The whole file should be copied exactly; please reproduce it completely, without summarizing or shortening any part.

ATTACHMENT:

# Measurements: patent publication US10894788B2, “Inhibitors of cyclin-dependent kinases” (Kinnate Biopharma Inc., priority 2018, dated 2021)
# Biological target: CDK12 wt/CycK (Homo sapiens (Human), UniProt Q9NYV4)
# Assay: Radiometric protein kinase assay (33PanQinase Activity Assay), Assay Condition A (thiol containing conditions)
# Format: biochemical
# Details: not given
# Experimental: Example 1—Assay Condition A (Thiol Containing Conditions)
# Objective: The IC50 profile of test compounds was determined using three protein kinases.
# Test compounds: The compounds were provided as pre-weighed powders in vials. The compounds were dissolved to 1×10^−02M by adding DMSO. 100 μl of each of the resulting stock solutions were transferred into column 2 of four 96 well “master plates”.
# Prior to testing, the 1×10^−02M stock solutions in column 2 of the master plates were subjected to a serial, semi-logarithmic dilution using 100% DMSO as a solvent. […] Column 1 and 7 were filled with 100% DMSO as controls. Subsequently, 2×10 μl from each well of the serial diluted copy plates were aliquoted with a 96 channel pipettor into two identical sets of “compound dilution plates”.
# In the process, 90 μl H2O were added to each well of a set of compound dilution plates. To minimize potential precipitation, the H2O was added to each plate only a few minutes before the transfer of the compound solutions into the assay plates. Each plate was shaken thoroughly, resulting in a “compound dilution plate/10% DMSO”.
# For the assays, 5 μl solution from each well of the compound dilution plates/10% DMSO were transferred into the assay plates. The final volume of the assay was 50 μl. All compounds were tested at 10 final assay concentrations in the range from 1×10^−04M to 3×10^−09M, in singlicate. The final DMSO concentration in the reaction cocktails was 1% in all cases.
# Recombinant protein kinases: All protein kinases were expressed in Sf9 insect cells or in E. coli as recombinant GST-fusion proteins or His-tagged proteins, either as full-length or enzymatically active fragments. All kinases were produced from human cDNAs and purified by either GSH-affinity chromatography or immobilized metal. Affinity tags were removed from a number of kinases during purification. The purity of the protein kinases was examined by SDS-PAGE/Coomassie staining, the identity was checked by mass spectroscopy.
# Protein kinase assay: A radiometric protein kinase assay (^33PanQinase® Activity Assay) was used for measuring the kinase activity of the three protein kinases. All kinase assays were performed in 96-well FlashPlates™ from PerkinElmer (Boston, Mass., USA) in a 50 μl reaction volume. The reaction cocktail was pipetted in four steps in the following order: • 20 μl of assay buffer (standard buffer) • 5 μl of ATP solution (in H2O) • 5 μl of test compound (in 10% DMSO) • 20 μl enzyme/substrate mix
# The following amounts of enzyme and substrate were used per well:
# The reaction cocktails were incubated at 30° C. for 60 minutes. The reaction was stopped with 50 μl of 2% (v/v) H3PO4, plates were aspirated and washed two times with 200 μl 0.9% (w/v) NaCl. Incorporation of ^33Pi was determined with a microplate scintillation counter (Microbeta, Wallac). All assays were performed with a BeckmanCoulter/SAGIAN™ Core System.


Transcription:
# Measurements: patent publication US10894788B2, “Inhibitors of cyclin-dependent kinases” (Kinnate Biopharma Inc., priority 2018, dated 2021)
# Biological target: CDK12 wt/CycK (Homo sapiens (Human), UniProt Q9NYV4)
# Assay: Radiometric protein kinase assay (33PanQinase Activity Assay), Assay Condition A (thiol containing conditions)
# Format: biochemical
# Details: not given
# Experimental: Example 1—Assay Condition A (Thiol Containing Conditions)
# Objective: The IC50 profile of test compounds was determined using three protein kinases.
# Test compounds: The compounds were provided as pre-weighed powders in vials. The compounds were dissolved to 1×10^−02M by adding DMSO. 100 μl of each of the resulting stock solutions were transferred into column 2 of four 96 well “master plates”.
# Prior to testing, the 1×10^−02M stock solutions in column 2 of the master plates were subjected to a serial, semi-logarithmic dilution using 100% DMSO as a solvent. […] Column 1 and 7 were filled with 100% DMSO as controls. Subsequently, 2×10 μl from each well of the serial diluted copy plates were aliquoted with a 96 channel pipettor into two identical sets of “compound dilution plates”.
# In the process, 90 μl H2O were added to each well of a set of compound dilution plates. To minimize potential precipitation, the H2O was added to each plate only a few minutes before the transfer of the compound solutions into the assay plates. Each plate was shaken thoroughly, resulting in a “compound dilution plate/10% DMSO”.
# For the assays, 5 μl solution from each well of the compound dilution plates/10% DMSO were transferred into the assay plates. The final volume of the assay was 50 μl. All compounds were tested at 10 final assay concentrations in the range from 1×10^−04M to 3×10^−09M, in singlicate. The final DMSO concentration in the reaction cocktails was 1% in all cases.
# Recombinant protein kinases: All protein kinases were expressed in Sf9 insect cells or in E. coli as recombinant GST-fusion proteins or His-tagged proteins, either as full-length or enzymatically active fragments. All kinases were produced from human cDNAs and purified by either GSH-affinity chromatography or immobilized metal. Affinity tags were removed from a number of kinases during purification. The purity of the protein kinases was examined by SDS-PAGE/Coomassie staining, the identity was checked by mass spectroscopy.
# Protein kinase assay: A radiometric protein kinase assay (^33PanQinase® Activity Assay) was used for measuring the kinase activity of the three protein kinases. All kinase assays were performed in 96-well FlashPlates™ from PerkinElmer (Boston, Mass., USA) in a 50 μl reaction volume. The reaction cocktail was pipetted in four steps in the following order: • 20 μl of assay buffer (standard buffer) • 5 μl of ATP solution (in H2O) • 5 μl of test compound (in 10% DMSO) • 20 μl enzyme/substrate mix
# The following amounts of enzyme and substrate were used per well:
# The reaction cocktails were incubated at 30° C. for 60 minutes. The reaction was stopped with 50 μl of 2% (v/v) H3PO4, plates were aspirated and washed two times with 200 μl 0.9% (w/v) NaCl. Incorporation of ^33Pi was determined with a microplate scintillation counter (Microbeta, Wallac). All assays were performed with a BeckmanCoulter/SAGIAN™ Core System.